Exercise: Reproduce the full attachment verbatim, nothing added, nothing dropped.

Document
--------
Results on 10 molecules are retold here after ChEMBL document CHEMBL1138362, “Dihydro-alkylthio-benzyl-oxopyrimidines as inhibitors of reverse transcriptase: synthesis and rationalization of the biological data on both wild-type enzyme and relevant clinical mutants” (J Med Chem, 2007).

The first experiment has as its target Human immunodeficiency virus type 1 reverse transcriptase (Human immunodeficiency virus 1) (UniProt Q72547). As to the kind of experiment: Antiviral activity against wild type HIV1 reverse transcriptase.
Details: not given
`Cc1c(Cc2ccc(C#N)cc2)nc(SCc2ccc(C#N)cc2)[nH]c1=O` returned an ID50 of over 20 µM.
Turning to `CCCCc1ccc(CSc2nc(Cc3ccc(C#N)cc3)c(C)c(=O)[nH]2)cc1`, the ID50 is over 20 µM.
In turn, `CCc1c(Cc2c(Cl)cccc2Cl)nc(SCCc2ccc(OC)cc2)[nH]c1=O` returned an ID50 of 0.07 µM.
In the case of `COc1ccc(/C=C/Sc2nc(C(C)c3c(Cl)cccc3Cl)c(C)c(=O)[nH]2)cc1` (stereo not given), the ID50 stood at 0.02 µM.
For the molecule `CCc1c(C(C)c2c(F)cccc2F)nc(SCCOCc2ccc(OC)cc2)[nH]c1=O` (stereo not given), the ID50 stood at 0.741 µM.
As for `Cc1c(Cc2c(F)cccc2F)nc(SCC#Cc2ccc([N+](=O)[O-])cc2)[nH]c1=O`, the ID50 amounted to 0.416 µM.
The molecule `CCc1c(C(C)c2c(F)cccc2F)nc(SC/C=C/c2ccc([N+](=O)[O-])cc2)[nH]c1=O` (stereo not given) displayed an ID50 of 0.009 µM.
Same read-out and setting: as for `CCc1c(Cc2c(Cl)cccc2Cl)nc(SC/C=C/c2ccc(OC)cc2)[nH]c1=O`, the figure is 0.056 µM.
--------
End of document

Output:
Results on 10 molecules are retold here after ChEMBL document CHEMBL1138362, “Dihydro-alkylthio-benzyl-oxopyrimidines as inhibitors of reverse transcriptase: synthesis and rationalization of the biological data on both wild-type enzyme and relevant clinical mutants” (J Med Chem, 2007).

The first experiment has as its target Human immunodeficiency virus type 1 reverse transcriptase (Human immunodeficiency virus 1) (UniProt Q72547). As to the kind of experiment: Antiviral activity against wild type HIV1 reverse transcriptase.
Details: not given
`Cc1c(Cc2ccc(C#N)cc2)nc(SCc2ccc(C#N)cc2)[nH]c1=O` returned an ID50 of over 20 µM.
Turning to `CCCCc1ccc(CSc2nc(Cc3ccc(C#N)cc3)c(C)c(=O)[nH]2)cc1`, the ID50 is over 20 µM.
In turn, `CCc1c(Cc2c(Cl)cccc2Cl)nc(SCCc2ccc(OC)cc2)[nH]c1=O` returned an ID50 of 0.07 µM.
In the case of `COc1ccc(/C=C/Sc2nc(C(C)c3c(Cl)cccc3Cl)c(C)c(=O)[nH]2)cc1` (stereo not given), the ID50 stood at 0.02 µM.
For the molecule `CCc1c(C(C)c2c(F)cccc2F)nc(SCCOCc2ccc(OC)cc2)[nH]c1=O` (stereo not given), the ID50 stood at 0.741 µM.
As for `Cc1c(Cc2c(F)cccc2F)nc(SCC#Cc2ccc([N+](=O)[O-])cc2)[nH]c1=O`, the ID50 amounted to 0.416 µM.
The molecule `CCc1c(C(C)c2c(F)cccc2F)nc(SC/C=C/c2ccc([N+](=O)[O-])cc2)[nH]c1=O` (stereo not given) displayed an ID50 of 0.009 µM.
Same read-out and setting: as for `CCc1c(Cc2c(Cl)cccc2Cl)nc(SC/C=C/c2ccc(OC)cc2)[nH]c1=O`, the figure is 0.056 µM.